Nominalizations are nouns that are created from adjectives (words that describe nouns) or verbs (action words). For example, “happiness” is a nominalization of “happy,” “decision” is a nominalization of “decide,” and “argument” is a nominalization of “argue.”
A feature of academic vocabulary which deserves mention is the use of nominalization or noun phrases. Study the following examples:
|Example 1:||Acid rain||erodes||buildings, which is a major problem.|
|(Subject, noun)||(Action Verb)||(Object)|
|Example 2:||The erosion of buildings by acid rain||is||a major problem.|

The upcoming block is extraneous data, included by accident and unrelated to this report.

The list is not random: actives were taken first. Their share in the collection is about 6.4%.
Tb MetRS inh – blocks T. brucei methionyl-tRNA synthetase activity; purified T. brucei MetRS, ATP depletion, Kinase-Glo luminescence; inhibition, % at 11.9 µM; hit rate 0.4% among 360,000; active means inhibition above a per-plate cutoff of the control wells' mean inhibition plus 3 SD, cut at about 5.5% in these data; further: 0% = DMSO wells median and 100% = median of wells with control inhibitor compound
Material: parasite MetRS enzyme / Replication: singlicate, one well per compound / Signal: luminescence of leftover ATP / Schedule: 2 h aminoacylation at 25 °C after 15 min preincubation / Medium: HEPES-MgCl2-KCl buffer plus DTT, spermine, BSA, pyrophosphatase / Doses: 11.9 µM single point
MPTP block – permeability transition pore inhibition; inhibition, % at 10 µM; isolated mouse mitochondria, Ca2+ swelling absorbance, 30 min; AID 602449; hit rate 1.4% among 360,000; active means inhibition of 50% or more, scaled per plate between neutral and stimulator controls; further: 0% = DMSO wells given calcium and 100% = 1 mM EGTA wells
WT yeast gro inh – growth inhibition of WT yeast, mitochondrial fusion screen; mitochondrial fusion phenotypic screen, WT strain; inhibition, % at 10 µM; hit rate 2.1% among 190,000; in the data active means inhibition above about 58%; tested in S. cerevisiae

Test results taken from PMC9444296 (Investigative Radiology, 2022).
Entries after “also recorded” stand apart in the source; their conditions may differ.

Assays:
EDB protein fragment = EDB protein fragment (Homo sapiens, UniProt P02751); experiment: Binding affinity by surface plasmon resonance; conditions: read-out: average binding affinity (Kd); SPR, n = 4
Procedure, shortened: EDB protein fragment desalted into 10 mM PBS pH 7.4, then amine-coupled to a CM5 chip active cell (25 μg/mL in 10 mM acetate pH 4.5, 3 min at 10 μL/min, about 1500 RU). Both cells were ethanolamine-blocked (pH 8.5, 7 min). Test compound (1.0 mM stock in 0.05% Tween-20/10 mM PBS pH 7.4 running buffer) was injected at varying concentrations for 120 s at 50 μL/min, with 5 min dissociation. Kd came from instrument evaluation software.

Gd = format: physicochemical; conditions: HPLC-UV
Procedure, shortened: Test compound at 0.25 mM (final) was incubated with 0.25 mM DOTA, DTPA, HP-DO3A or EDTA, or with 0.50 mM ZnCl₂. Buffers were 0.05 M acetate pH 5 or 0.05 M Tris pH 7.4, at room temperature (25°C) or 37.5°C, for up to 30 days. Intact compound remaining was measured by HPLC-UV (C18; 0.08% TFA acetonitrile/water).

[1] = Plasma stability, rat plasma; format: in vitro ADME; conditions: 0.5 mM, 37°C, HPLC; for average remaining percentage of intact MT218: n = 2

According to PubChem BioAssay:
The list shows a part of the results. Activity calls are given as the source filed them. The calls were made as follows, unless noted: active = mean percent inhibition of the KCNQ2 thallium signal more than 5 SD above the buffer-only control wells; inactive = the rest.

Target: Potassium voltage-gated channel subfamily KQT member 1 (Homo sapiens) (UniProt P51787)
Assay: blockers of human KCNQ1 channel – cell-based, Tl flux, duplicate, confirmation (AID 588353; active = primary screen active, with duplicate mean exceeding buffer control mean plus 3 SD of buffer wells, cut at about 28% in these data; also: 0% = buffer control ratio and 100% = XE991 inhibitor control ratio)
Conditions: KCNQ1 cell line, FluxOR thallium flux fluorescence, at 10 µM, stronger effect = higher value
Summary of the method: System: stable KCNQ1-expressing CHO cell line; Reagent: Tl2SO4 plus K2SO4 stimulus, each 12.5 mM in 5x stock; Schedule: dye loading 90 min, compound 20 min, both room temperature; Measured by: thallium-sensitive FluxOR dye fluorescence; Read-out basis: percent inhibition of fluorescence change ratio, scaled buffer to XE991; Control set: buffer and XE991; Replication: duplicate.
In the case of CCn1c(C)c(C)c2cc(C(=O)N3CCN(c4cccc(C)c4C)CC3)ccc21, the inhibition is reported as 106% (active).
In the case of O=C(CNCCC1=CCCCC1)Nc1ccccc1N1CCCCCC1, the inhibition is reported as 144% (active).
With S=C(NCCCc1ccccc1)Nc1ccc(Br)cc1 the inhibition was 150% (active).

|(Subject, noun phrase)||(Non-action Verb)||(Object)|
In Example 1, 'acid rain' is the subject and 'erodes' is the verb. In the Example 2, which many would consider to be more academic, the subject has been made more complex by changing the verb into a noun and creating a noun phrase 'the erosion of buildings by acid rain'. This type of nominalization is common in academic writing. When a verb is nominalized, it becomes a concept rather than an action. As a consequence, the tone of the writing will sound more abstract and also more formal. For this reason, it is important to study the word family of a word, rather than just one word form, especially if the word is not a noun.
References: (https://www.eapfoundation.com/vocab/academic/ ; https://owl.purdue.edu/owl/english_as_a_second_language/esl_students/nominalizations_and_subject_position.html)